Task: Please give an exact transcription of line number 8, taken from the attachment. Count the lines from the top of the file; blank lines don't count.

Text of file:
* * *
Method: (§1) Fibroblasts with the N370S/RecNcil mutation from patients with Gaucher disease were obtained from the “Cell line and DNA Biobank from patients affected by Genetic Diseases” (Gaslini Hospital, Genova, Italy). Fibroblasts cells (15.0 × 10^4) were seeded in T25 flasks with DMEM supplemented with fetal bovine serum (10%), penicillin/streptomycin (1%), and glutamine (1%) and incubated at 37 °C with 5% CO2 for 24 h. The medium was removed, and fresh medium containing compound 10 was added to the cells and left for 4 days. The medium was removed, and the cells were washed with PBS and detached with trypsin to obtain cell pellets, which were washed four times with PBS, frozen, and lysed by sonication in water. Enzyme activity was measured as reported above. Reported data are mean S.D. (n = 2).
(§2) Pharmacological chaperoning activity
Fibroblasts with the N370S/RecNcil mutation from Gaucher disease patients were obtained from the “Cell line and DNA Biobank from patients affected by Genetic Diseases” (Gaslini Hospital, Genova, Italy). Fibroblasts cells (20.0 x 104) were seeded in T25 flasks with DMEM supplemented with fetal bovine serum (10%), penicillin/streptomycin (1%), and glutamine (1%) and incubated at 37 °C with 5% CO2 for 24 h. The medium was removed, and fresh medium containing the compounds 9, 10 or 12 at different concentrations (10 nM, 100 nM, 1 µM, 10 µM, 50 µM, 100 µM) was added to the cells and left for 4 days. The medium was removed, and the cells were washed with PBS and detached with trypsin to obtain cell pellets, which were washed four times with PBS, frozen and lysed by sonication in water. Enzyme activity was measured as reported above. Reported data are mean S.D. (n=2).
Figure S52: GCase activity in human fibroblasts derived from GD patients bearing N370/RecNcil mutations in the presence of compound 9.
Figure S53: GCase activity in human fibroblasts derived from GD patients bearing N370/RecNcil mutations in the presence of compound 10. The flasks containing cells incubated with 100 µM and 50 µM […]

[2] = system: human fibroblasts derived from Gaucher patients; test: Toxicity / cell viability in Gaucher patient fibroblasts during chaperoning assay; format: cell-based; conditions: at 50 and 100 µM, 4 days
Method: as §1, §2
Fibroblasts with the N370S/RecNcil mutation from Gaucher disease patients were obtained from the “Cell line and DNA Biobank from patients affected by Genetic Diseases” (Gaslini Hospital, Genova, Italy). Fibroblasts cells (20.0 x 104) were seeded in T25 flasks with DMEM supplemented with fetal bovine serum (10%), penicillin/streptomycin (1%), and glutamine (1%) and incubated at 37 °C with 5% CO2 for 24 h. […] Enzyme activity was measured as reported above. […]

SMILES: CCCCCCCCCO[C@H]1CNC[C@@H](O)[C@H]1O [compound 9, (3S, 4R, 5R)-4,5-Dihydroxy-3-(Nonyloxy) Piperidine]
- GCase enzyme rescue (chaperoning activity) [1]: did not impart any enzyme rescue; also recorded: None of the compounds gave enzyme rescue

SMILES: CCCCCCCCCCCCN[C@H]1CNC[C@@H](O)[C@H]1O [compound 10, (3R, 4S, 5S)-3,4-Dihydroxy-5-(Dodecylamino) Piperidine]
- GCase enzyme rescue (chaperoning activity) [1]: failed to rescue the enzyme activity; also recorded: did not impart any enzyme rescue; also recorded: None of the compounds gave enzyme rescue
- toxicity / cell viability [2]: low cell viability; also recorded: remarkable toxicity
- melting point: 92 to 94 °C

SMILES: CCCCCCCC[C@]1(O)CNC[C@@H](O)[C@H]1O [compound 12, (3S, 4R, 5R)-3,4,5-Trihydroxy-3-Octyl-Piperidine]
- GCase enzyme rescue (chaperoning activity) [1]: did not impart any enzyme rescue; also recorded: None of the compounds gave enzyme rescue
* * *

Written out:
Fibroblasts with the N370S/RecNcil mutation from Gaucher disease patients were obtained from the “Cell line and DNA Biobank from patients affected by Genetic Diseases” (Gaslini Hospital, Genova, Italy). Fibroblasts cells (20.0 x 104) were seeded in T25 flasks with DMEM supplemented with fetal bovine serum (10%), penicillin/streptomycin (1%), and glutamine (1%) and incubated at 37 °C with 5% CO2 for 24 h. […] Enzyme activity was measured as reported above. […]